By Jordan Rau
Nearly half of Americans lacking health insurance during the first year of the health law’s marketplaces appeared to be eligible for government assistance, but two-thirds of them said they found the health plans too expensive or were told they didn’t qualify, according to a survey released Thursday.
“Lack of awareness of new coverage options and financial assistance appear to be a major barrier.”
“Lack of awareness of new coverage options and financial assistance appear to be a major barrier,” the report said.
About 30 million Americans lack health insurance. Some of them are not eligible for financial assistance, either because they are not in the country legally or because their incomes are too high. Others live in a state that has not opted for a health law provision to expand Medicaid, the state-federal health program for the poor, to cover people earning up to 138 percent of the federal poverty level, which is $32,913 for a family of four.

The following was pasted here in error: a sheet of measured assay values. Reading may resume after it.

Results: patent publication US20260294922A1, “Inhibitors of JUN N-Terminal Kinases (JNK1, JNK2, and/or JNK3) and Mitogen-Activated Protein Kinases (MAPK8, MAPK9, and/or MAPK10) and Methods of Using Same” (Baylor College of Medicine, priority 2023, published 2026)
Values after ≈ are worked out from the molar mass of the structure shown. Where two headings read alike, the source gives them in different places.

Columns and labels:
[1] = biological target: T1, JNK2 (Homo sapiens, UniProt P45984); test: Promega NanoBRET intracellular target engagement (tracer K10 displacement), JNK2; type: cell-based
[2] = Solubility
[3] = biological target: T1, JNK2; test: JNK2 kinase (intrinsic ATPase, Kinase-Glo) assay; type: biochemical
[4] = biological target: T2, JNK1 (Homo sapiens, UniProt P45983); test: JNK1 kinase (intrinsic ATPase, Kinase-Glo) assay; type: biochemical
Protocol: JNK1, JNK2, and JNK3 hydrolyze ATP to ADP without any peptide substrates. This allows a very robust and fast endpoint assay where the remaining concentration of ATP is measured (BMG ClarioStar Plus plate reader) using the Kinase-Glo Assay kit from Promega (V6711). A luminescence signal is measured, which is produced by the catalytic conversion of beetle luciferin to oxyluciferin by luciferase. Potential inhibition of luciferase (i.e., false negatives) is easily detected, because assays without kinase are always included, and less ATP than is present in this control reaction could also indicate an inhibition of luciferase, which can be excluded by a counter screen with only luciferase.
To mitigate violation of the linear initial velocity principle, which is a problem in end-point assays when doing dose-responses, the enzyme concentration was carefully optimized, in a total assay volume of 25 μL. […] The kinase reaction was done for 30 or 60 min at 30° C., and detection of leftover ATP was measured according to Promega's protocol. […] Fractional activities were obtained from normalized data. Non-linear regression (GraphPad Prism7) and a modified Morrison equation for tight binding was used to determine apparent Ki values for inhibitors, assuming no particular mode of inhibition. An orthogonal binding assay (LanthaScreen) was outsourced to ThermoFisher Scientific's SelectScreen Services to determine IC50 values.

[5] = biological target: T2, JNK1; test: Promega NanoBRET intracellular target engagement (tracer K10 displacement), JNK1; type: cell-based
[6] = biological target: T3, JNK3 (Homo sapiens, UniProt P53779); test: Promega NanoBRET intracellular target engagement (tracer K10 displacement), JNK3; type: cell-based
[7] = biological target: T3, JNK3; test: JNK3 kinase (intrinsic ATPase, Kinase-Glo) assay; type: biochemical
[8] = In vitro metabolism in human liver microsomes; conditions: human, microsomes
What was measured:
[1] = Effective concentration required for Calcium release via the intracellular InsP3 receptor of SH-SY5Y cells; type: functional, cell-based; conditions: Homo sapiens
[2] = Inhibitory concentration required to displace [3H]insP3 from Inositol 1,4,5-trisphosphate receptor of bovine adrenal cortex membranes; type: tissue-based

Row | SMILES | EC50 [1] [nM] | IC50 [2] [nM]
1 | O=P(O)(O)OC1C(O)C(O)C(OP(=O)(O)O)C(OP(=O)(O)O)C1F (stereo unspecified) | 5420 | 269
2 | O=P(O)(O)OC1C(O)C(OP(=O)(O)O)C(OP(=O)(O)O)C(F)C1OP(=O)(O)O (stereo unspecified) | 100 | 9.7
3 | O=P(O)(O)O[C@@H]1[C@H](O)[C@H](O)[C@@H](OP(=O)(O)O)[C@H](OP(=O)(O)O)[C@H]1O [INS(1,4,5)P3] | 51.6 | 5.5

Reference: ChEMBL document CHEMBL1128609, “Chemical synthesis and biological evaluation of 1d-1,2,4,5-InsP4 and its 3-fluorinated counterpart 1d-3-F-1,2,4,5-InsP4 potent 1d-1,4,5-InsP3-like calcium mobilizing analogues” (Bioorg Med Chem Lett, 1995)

Those people in the so-called “coverage gap” —about 4 million — don’t qualify for their states’ existing Medicaid program and don’t earn enough to qualify for the other financial assistance created in the 2010 health law. (As of this week, 22 states have not expanded their programs.)
The survey found that nearly six out of 10 uninsured people who appeared eligible for coverage through the health law did not attempt to get it last year. Cost was the main reason cited by more than half the people who seemed eligible for coverage but who remained uninsured. Continue reading